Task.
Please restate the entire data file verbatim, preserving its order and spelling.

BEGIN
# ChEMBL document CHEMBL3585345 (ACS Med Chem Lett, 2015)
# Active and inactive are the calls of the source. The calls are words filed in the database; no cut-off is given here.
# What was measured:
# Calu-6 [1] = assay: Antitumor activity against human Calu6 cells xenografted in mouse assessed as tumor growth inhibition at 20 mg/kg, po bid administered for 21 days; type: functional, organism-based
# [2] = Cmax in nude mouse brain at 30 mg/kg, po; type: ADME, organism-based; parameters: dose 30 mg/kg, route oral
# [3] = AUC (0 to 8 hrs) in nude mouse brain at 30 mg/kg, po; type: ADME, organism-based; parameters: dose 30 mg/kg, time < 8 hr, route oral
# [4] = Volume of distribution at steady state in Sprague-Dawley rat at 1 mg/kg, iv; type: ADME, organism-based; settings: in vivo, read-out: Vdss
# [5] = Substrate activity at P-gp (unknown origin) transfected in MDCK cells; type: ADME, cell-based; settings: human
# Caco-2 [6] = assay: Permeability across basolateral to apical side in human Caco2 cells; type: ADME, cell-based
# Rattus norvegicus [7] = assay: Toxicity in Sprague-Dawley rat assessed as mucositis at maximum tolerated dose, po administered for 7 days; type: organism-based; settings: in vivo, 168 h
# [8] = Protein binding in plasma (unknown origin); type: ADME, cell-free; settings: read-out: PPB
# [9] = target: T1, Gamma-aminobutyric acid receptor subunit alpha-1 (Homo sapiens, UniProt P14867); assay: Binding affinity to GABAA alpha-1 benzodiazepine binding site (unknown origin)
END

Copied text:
# ChEMBL document CHEMBL3585345 (ACS Med Chem Lett, 2015)
# Active and inactive are the calls of the source. The calls are words filed in the database; no cut-off is given here.
# What was measured:
# Calu-6 [1] = assay: Antitumor activity against human Calu6 cells xenografted in mouse assessed as tumor growth inhibition at 20 mg/kg, po bid administered for 21 days; type: functional, organism-based
# [2] = Cmax in nude mouse brain at 30 mg/kg, po; type: ADME, organism-based; parameters: dose 30 mg/kg, route oral
# [3] = AUC (0 to 8 hrs) in nude mouse brain at 30 mg/kg, po; type: ADME, organism-based; parameters: dose 30 mg/kg, time < 8 hr, route oral
# [4] = Volume of distribution at steady state in Sprague-Dawley rat at 1 mg/kg, iv; type: ADME, organism-based; settings: in vivo, read-out: Vdss
# [5] = Substrate activity at P-gp (unknown origin) transfected in MDCK cells; type: ADME, cell-based; settings: human
# Caco-2 [6] = assay: Permeability across basolateral to apical side in human Caco2 cells; type: ADME, cell-based
# Rattus norvegicus [7] = assay: Toxicity in Sprague-Dawley rat assessed as mucositis at maximum tolerated dose, po administered for 7 days; type: organism-based; settings: in vivo, 168 h
# [8] = Protein binding in plasma (unknown origin); type: ADME, cell-free; settings: read-out: PPB
# [9] = target: T1, Gamma-aminobutyric acid receptor subunit alpha-1 (Homo sapiens, UniProt P14867); assay: Binding affinity to GABAA alpha-1 benzodiazepine binding site (unknown origin)